Pretty good, that’s how good. The gold-medal game, like all of the games I can remember between the only two consistently-elite women’s teams — Canada and the USA — was certainly a thrill from start to finish.
But when we ask, “how good is it?” we usually mean, “how does it compare to men’s hockey?” This is a hard question to answer; but not impossible.
It is always difficult to compare the quality of play of teams that do not get to play each other, or even to play any teams in common. We couldn’t judge how good Soviet men’s hockey was until we watched them battle the best in the NHL to a virtual draw in the famous 8-game “Summit” series in 1972.
It is always something of a mug’s game to compare great teams from two different eras. The strategic elements of the sport evolve, and so do the skills and conditioning levels of players. But this is essentially what we have to do, in part, to compare women’s hockey to men’s.
I submit that by-and-large, the quality of play of the two teams in the gold-medal game on Thursday night was better than what one would find in a typical NHL game in, say, the 1960s. Or to put it another way, if there was a way to teletransport the Canadian women’s team back to, say, 1960, or perhaps even 1970, then I think it would not be a crazy to bet on them to beat an NHL team (let’s assume the game is played with the women’s rules prohibiting punishing body checks… and fighting). Moreover, if someone wanted to put in the effort, I think we could actually bring hard evidence to bear on this question. Here is what we might find:
- on average the women now have better shots, and on average they have much better slap shots, than men did 40 or 50 years ago. As late as the early 70s most men did not have an effective slap shot, and those who did tended to need a wind up that makes Tim Tebow’s throwing motion look like a model of efficiency.
- I suspect every one of the women is in much better shape than anyone on a typical NHL team in the 1960s, when they did virtually no conditioning off season or off the ice (and many players actually smoked a pack a day or more). They would be measurably better in many agility drills, and I suspect many could bench-press more than the weaker of the men back in the day.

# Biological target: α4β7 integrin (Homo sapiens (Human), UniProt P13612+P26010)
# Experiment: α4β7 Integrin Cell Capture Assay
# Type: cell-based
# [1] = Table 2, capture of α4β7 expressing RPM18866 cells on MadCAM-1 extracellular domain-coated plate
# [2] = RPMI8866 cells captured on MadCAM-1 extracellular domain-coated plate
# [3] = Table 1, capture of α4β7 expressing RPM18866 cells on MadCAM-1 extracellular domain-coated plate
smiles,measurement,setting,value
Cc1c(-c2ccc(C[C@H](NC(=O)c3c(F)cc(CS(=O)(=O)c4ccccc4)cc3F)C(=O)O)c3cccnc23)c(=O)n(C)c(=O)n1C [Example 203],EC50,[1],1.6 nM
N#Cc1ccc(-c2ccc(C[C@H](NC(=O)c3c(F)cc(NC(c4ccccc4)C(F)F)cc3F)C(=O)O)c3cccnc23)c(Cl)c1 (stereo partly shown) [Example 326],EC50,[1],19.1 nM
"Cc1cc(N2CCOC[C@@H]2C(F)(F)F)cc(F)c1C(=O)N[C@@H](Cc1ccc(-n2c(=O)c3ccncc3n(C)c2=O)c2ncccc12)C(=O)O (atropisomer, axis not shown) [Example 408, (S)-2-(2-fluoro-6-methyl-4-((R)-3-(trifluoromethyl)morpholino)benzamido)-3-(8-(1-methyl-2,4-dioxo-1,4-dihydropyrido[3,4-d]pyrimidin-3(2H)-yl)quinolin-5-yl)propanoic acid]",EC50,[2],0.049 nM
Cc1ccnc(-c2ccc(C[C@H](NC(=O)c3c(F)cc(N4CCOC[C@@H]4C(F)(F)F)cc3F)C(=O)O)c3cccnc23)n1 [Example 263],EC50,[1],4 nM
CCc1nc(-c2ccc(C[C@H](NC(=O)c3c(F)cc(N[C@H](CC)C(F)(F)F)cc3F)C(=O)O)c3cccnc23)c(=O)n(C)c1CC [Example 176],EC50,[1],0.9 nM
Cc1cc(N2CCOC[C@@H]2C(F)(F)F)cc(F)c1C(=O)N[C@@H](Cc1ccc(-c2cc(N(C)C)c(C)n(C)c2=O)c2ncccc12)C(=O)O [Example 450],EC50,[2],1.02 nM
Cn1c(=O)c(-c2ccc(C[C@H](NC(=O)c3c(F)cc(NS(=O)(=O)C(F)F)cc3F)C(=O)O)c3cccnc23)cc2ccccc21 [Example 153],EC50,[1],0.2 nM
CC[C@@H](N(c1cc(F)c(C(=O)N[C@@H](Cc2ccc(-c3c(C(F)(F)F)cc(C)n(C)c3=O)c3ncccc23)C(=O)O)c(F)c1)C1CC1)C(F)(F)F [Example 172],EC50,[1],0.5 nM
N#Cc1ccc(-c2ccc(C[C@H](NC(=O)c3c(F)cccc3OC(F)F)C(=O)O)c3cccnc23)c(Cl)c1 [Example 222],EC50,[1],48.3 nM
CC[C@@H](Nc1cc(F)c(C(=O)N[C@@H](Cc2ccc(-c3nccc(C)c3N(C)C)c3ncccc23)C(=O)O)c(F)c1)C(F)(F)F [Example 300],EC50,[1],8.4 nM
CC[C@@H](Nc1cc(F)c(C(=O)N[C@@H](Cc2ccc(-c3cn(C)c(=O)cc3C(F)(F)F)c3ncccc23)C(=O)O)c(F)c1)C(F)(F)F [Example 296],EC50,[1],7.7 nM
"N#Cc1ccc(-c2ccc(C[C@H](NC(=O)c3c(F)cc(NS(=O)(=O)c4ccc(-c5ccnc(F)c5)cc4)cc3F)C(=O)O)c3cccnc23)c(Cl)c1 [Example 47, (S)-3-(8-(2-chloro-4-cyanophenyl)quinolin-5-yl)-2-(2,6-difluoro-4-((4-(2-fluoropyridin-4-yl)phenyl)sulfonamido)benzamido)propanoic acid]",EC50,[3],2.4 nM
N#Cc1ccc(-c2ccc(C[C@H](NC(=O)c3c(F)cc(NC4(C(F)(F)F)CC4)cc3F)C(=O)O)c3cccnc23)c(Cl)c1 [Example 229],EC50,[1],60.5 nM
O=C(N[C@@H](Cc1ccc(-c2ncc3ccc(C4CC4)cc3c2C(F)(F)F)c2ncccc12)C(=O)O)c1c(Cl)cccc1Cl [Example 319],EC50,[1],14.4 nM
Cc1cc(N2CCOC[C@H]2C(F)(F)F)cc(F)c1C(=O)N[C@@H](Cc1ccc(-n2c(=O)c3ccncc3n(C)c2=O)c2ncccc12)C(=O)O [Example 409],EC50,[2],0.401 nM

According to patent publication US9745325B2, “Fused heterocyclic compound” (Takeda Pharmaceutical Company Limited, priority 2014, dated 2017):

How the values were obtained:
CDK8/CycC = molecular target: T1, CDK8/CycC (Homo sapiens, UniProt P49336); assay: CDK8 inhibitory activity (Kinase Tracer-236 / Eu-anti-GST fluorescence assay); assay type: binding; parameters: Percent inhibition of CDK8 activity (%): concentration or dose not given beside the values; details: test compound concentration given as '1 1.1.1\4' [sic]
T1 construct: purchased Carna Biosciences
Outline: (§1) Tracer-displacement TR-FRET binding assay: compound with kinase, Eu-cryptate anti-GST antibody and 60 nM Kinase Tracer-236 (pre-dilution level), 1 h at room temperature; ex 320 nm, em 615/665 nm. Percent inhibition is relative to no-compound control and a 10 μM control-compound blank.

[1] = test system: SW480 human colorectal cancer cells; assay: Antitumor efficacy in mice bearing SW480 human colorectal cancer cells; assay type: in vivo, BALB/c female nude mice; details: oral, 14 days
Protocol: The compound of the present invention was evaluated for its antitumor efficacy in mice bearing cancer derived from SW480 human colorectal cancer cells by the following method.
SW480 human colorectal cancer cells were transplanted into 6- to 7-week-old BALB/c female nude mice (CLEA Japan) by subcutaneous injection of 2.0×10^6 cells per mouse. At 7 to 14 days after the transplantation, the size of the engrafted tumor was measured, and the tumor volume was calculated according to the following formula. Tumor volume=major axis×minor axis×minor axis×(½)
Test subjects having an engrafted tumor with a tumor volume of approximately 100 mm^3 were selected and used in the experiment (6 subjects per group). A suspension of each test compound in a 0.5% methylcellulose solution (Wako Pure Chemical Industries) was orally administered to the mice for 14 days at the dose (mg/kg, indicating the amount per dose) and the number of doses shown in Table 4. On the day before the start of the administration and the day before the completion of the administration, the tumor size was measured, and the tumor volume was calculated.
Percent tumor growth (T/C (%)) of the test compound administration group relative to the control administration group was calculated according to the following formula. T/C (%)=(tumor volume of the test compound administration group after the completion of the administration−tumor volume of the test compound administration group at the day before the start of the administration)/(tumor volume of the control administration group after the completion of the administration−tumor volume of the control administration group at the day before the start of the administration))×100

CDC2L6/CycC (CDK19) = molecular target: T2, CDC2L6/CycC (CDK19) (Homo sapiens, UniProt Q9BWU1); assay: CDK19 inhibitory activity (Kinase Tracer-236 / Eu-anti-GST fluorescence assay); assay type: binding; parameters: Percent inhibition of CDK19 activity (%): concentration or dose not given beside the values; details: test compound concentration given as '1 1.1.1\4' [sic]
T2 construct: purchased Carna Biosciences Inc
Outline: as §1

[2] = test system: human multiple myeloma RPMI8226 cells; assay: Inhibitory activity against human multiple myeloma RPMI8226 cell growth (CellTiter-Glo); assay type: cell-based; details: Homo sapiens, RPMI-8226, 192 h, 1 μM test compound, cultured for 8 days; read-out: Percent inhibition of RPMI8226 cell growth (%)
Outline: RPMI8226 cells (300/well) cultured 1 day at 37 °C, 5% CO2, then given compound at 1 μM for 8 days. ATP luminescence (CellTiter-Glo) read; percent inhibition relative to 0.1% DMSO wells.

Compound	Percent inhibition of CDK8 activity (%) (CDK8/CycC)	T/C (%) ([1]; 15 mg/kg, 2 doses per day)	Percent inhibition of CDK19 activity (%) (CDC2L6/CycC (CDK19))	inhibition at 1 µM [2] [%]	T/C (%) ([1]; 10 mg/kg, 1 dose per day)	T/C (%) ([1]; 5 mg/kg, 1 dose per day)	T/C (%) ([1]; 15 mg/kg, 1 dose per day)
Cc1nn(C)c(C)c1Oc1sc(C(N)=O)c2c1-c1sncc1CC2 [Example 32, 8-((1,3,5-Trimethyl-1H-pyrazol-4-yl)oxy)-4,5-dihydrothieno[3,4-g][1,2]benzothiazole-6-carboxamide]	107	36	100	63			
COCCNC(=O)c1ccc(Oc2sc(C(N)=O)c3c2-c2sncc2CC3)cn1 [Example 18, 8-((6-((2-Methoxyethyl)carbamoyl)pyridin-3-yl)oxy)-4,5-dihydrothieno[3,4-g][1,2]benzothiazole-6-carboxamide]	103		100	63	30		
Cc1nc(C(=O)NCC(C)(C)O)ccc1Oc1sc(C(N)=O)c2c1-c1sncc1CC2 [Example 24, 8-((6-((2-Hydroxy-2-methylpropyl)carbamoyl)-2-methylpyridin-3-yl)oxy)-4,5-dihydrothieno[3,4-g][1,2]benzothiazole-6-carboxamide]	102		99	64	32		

- I suspect the average woman on the top teams is both a better skater, and a faster skater, than the average NHL player 40 years ago. Speed could be easily measured by analyzing game films…
- The best women goalies today may well be better than any male goalie who played before 1970. Goaltending has become a science, where it used to be a mixture of reflex, courage, and stupidity (especially in the era, which lasted into the 1970s, when wearing a mask was considered unmanly). The best women today can and do play goalie in men’s leagues at the junior, college, and minor-league levels. Manon Rhéaume played for the farm team of the Tampa Bay Lightening and started in one pre-season game for the NHL team.
- And yet, despite the high quality of goaltending (which was very much on display in the gold-medal game), the skaters are able to score. So they must be pretty good too. Certainly capable of scoring bountifully on goalies of their father’s or grandfather’s generation.
- The strategic aspect of hockey is vastly superior these days, and the women have largely mastered these formations and plays. They would dazzle a 1960s men’s team that had never imagined such possibilities.
(My “evidence” for some of these claims comes from watching the DVDs of the aforementioned 8-game Canada-USSR series from 1972. One cannot but be struck by how slow the players skated, how weak most of their shots were, and how much they relied on unsophisticated and now thoroughly beatable strategies. An unobstructed backhand from 20 feet out was considered a viable scoring option!)
Here are a few other things we know. In addition to the goalies playing on equal terms with men in leagues that feed the NHL and other elite leagues, at least one forward, Hayley Wickenheiser, has played successfully in 2nd- and 3rd-division minor-league teams in Europe.
We also know that the US women’s team has played a number of games against elite men’s (boys’?) high school teams, winning some and losing some. That’s probably as good an indication as any of where women’s hockey ranks overall in skill level. Of course, most of the above comparisons with NHL hockey in the 1960s should hold for elite male teenage players as well.
So it is not a total mug’s game to compare the quality of women’s and men’s hockey. Nor is it outrageous to think there should be substantial overlap in quality levels over time. After all, in sports measured by distance and time, this is uncontroversial. We know that Paula Radcliffe’s women’s marathon record of 2:15.25, set in 2003, was not surpassed by men until 1958. Flo-Jo’s 100m sprint record or 10.49, set in 1988, would have been the men’s record as late as 1921.
And we are now fully aware that there is very little difference between the on-ice celebrations of boys and girls when they win the big one.